A Different Choice continued...
"Some women bounce back like nothing ever happened," Mackenzie says. "Some women's bodies are ravaged after pregnancy."
For other mothers, it's an issue of priorities -- and a woman's well-being.
Malone's younger sister, Joanna Duke, a 28-year-old public relations representative and mother of two in Decatur, Ga., is opposed to mommy makeovers. She believes that many women are trying to solve emotionalproblems with the surgeries.
"It's like putting a Band-Aid on a larger issue that you're not willing to work on," she says. "You need to fix those issues first. Then, if you still have a self-esteem problem -- or whatever is driving you to have elective surgery -- get it done. But go to counseling first, because nine times out of ten, the people that I know also have emotional issues going on."
Kathryn Probasco, 38, of Sacramento, Calif., shares that view. Currently pregnant with her third child, the attorney and physician's wife admits that while she occasionally misses her pre-pregnancy body, she won't ever undergo postpartum plastic surgery.
"Looking old doesn't concern me -- not especially," she says. "Part of self-acceptance is accepting the changes that occur in life when you become a parent, and I mean mentally, physically, emotionally, and spiritually. If your biggest concern after you give birth is whether your boobs sag, then your priorities are in the wrong place."
Casas is also concerned about her patients' overall health. She prefers the term "restoration" to "mommy makeovers," and unlike many plastic surgeons, refuses to operate on anyone who isn't willing to practice self-discipline.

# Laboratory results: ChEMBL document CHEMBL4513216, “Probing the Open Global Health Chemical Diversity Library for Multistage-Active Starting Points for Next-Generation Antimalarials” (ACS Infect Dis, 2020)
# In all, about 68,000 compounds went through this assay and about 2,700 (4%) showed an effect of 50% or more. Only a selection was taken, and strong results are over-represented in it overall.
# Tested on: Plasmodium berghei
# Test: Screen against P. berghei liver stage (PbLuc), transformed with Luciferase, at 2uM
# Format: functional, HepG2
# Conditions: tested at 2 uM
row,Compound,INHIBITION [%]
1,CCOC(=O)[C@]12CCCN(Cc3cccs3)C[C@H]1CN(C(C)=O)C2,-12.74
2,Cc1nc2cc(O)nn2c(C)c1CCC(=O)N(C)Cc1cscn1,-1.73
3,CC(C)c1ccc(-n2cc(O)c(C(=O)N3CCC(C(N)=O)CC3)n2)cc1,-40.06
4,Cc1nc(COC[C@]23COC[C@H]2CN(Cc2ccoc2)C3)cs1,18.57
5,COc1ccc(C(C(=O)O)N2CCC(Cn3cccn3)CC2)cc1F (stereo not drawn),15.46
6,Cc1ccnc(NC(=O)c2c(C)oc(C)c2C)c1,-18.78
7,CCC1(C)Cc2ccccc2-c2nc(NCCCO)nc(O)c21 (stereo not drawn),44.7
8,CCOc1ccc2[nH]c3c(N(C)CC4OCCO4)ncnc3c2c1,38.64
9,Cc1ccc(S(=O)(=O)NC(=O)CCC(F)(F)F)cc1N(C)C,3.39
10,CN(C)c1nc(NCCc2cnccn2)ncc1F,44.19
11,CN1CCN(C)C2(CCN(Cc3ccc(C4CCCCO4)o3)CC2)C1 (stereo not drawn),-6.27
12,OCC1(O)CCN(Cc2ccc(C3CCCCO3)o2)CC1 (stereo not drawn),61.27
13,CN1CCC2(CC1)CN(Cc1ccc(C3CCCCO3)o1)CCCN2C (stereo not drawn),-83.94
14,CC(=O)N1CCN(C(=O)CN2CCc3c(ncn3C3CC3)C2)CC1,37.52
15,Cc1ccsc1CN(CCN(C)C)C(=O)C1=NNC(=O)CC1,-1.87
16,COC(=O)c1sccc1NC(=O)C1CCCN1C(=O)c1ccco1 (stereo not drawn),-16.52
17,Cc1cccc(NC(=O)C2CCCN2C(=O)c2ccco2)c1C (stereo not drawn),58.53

"Liposuction, yes, but I won't perform invasive plastic surgery on someone who is 30 pounds overweight," she says. "I require all my patients to exercise and have good nutrition. If you want me to artificially suture your [abdominal] muscles, that's fine. But you can blow it out again by overeating or overdoing it. So why not just work on it before the surgery?"
Casas offers these recommendations to women considering mommy makeovers, so that they'll attain the best possible outcome -- and maintain those results. She suggests that postpartumplastic surgery patients:
- Achieve their desired target weight first.
- Make sure they are exercising at least 30 minutes per day: a minimum of 15 minutes of interval training and 15 minutes of resistance training, alternating different body parts, on different days of the week.
- Practice superb nutrition.
- Keep alcohol consumption at less than 2-3 drinks per week.
- Quit smoking.
- Establish a no-fail support system for the full recovery period dictated by your surgeon.
This last requirement, she says, is critical.
"The biggest problem with mommies is that they don't have someone to take care of their babies and their kids, and they don't take care of themselves," Casas explains. "I won't operate on a mother with kids under 5 unless she has someone to take care of her children for at least two weeks. It just doesn't make sense if you're going to be lifting and driving and doing the laundry and cleaning house. You're just going to ruin your results."